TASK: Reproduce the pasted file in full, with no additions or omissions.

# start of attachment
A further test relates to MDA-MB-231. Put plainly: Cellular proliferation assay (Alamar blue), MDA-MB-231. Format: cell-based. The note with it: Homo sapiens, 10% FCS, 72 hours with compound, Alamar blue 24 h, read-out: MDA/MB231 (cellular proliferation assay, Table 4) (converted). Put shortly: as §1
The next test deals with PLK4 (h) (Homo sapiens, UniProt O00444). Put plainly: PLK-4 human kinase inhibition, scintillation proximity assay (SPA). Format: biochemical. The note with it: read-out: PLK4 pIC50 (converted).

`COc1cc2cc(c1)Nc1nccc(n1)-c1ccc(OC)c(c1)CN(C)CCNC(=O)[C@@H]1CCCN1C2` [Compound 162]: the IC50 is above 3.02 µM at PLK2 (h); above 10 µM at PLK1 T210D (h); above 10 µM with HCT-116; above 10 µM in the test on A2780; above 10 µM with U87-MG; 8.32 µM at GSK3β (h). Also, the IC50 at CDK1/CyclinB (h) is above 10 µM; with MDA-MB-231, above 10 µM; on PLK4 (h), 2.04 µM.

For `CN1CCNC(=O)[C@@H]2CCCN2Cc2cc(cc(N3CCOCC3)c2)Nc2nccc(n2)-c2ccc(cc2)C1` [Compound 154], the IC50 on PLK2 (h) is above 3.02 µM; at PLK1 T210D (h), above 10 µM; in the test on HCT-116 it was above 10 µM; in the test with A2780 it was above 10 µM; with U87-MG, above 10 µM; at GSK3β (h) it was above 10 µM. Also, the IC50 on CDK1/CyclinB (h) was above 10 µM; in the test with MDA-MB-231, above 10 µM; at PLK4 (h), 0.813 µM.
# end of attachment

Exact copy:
A further test relates to MDA-MB-231. Put plainly: Cellular proliferation assay (Alamar blue), MDA-MB-231. Format: cell-based. The note with it: Homo sapiens, 10% FCS, 72 hours with compound, Alamar blue 24 h, read-out: MDA/MB231 (cellular proliferation assay, Table 4) (converted). Put shortly: as §1
The next test deals with PLK4 (h) (Homo sapiens, UniProt O00444). Put plainly: PLK-4 human kinase inhibition, scintillation proximity assay (SPA). Format: biochemical. The note with it: read-out: PLK4 pIC50 (converted).

`COc1cc2cc(c1)Nc1nccc(n1)-c1ccc(OC)c(c1)CN(C)CCNC(=O)[C@@H]1CCCN1C2` [Compound 162]: the IC50 is above 3.02 µM at PLK2 (h); above 10 µM at PLK1 T210D (h); above 10 µM with HCT-116; above 10 µM in the test on A2780; above 10 µM with U87-MG; 8.32 µM at GSK3β (h). Also, the IC50 at CDK1/CyclinB (h) is above 10 µM; with MDA-MB-231, above 10 µM; on PLK4 (h), 2.04 µM.

For `CN1CCNC(=O)[C@@H]2CCCN2Cc2cc(cc(N3CCOCC3)c2)Nc2nccc(n2)-c2ccc(cc2)C1` [Compound 154], the IC50 on PLK2 (h) is above 3.02 µM; at PLK1 T210D (h), above 10 µM; in the test on HCT-116 it was above 10 µM; in the test with A2780 it was above 10 µM; with U87-MG, above 10 µM; at GSK3β (h) it was above 10 µM. Also, the IC50 on CDK1/CyclinB (h) was above 10 µM; in the test with MDA-MB-231, above 10 µM; at PLK4 (h), 0.813 µM.